Unfortunately, this ritual is only rarely practiced, making it easier for false beliefs to creep in. Had this ceremony been common practice in all Lutheran churches receptionism would have been a terribly silly idea to anyone presented with it! They would have been able to say “Of course it isn’t simply bread and wine! We bow down before it!” Our customs form our way of thinking; our worship forms our way of believing.
People intuitively know this. They tend to segregate themselves based on their style preferences and begin to assume things about the people who go to the other services. Perhaps it’s that people who like liturgy are “too Catholic” and don’t like people or that people who go to the praise band service don’t care about doctrine and are only chasing an emotional high. Even within a single congregation you end up with a doctrinal split!
There’s the liturgical crowd and the contemporary crowd and each distrusts the other side to a degree. We know that what we do matters. It affects what we think and believe. We know at an intuitive level that when the worship changes it could mean our faith is changing. As a pastor I received this exact sentiment from concerned parishioners over and over again.
One of my favorite Orthodox bloggers, Father Stephen Freeman, had a much more eloquent explanation in a recent reflection:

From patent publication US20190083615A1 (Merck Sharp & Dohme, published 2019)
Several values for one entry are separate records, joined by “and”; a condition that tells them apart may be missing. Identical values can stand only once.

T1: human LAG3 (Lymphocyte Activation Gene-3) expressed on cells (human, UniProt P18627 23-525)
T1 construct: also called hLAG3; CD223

“The modern options in liturgical life, which are found throughout the contemporary denominations, have a hidden, and, perhaps, unintended message. Their constantly changing structures suggest that what matters is what you think, what you feel, what you believe in that interior sense, but what you do in church is pretty much immaterial, a matter of preference and style.
Indeed, many moderns believe that this is the great advantage of denominations: everybody can “do church” in the manner that they like. What you do is, eventually, what you think—no matter what you say.”
He goes on a little later to say:
“This is a crucial matter. Any time there is some component of worship that “doesn’t matter,” the whole liturgy will begin to not matter. The modern thought that we hear expressed sometimes, “I don’t need to go to church to worship God,” simply says that all sense of a eucharistic life is gone. The notion that some part of life, much less some part of worship, doesn’t matter is already an embracement of secularism.
Secularism holds that the world somehow exists apart from God, and God only cares what we think or feel; intention and sentiment are what is essential. All that sort of thinking can yield is a split of our lives, a bifurcation, a rupture in the fundamental unity of our being. It is a disintegration of the spiritual life. In the end, what you do will win. The modern secularization of Christianity, and then the heart, will be an inevitable result.”